The real game changer would be an ebXML II initiative (not as a standard, but in its industry wide spirit) and if Microsoft or any other vendor wants to stay away, it can, this time around its absence will be meaningless because IT demands signal and will buy signal not noise. Until then you guys are just wasting our time because everyone in this group wants to create something that he/she can go back to his/her customers and say look, what I am trying to sell you makes sense, it is written in that spec. That is meaningless. We no longer need this kind of justification to buy a particular product. Nobody trust this kind of initiative to guaranty that a product does X, Y or Z.

Until then, I am not sure there is anything you can defend in front of IT and the business. do you think people are that stupid?

Re: Sorry Mark, but thumbs down by John Harby

I see the need for further definition of SOA. There was work accomplished by OASIS but this needs to be carried further. There is still confusion for the architect who is told or has decided to "implement SOA". In that vein I certainly applaud this effort. However, I am sure there is still much work to do.

I'm not entirely comfortable with the notion that a large organization should adopt "Architecture X" for their middle-tier and commit completely to that architecture. I was far more friendly with the registry approach over the ESB as I have written here before. Consider business intelligence as one example but there are many. I feel an organization will need to support several architectural tacks in their middle-tier and minimize the application of declarative services to only the absolute necessary such as security and monitoring, say.

Re: Sorry Mark, but thumbs down by John Harby

I would add that the rule of thumb I apply is "only involve a declarative service where it actually applies". We learned this the hard way with EJB.

Re: Sorry Mark, but thumbs down by Mark Little

JJ, I agree with some of your sentiments and like I've said, I see this as a first necessary step. I don't think people are stupid, and that goes for the Manifesto authors as well, who need to take on board all of the feedback.

Finally a nice, precise definition of SOA! by Ronald Miura

"Service-oriented architecture (SOA) is a type of architecture that results from applying service orientation."

That makes me think about applying the pattern to other concepts:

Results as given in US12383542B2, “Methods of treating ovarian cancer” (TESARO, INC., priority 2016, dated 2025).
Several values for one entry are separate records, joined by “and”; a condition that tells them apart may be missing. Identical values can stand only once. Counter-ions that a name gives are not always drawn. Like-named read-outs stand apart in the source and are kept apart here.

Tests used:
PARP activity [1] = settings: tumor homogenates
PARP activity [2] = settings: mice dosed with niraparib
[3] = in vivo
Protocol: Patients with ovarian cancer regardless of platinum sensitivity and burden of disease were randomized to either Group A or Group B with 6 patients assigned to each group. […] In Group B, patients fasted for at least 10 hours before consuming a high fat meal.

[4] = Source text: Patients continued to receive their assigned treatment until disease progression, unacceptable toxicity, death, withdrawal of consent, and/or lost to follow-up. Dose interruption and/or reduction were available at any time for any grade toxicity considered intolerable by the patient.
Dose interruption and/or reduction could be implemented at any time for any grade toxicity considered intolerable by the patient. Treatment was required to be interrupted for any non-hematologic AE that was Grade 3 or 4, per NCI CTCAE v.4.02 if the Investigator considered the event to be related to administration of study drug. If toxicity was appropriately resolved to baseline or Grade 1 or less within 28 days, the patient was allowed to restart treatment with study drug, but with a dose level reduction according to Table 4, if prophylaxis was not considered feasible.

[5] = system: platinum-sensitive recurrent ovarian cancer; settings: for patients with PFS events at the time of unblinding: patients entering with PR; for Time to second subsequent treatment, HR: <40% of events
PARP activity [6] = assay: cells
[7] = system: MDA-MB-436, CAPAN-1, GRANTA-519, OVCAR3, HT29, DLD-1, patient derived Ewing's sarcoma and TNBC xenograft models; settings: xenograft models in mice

"Resource-Oriented Architecture (ROA) is a type of architecture that results from applying resource orientation."

"Domain-Driven Design (DDD) is a type of design that is driven by the domain."

"Test-Driven Development (TDD) is a type of development that is driven by tests."

(sigh)

I also have a suggestion, a little rephrasing of the manifesto:


SOA Manifesto

Don't



PS: no, I'm not trying to give a smart contribution to the discussion ;P

I'm counting on the Manifesto for one thing... by Peter Pascale

An increase in visitors and submissions to SOAFacts.com. This is great news for SOA humorists everywhere, and we applaud the manifesto authors for reviving this horse.

Graciously awaiting your manifesto-related submissions,

SOAFacts.com editorial staff.

Multiple answers to the above comments. by William Martinez

Hello.
Mark: Although the manifesto is a great first step, it is of general consent that is needs more, and even it may need change. How do we accomplish this, support this? The document was created by a group of people, not actually sure chosen by whom, and thus may not represent the feelings or understandings of all SOAfarians.

The first challenge was to agree (the group) in those things. The second one is to sell the idea, and the product may need to me tuned up. We need to think on a way to do that.

Is there any other option apart from signing it or not? I haven't done it myself for two or three principles that I think are not good, no way. It may be more benefit from a nice and deep discussion of how to improve it.

Jean-Jacques: I do feel the first step is to have all of us in the same page. So, a Manifesto, or a definition, or anything that everybody (not just a group) agrees upon is required. So, it is not true, not at all, completely wrong, to think all people has a general understanding of SOA. See this and this to know what I see people believes.
In other words, doing nothing and letting people go running with scissors is not the solution. Believe me.

Tim: I was afraid of the people in the list since they worked for vendors. I said so. And not because they were deliberately trying to sell tools, but because they will believe the tools concepts were correct, and thus their agreement would not be good enough to be partial.
Now, if the manifesto is so vague, then we need something else. And if the tools are not right for us, we need to say so, why and how to solve it. I teach my students at university how to create a web service using no tool, then I gradually teach them to use tools. That way they understand what is a service, and what a tool produces.

John: Completely agree. SOA is not for everyone, as REST is not either. The first thing an architect needs to learn is to know when something is appropriate or not. That is why I dislike much the flexibility over optimization part. Both are quality properties that need to be balanced and a trade off carried on. Architecture 101, or the class I teach at University.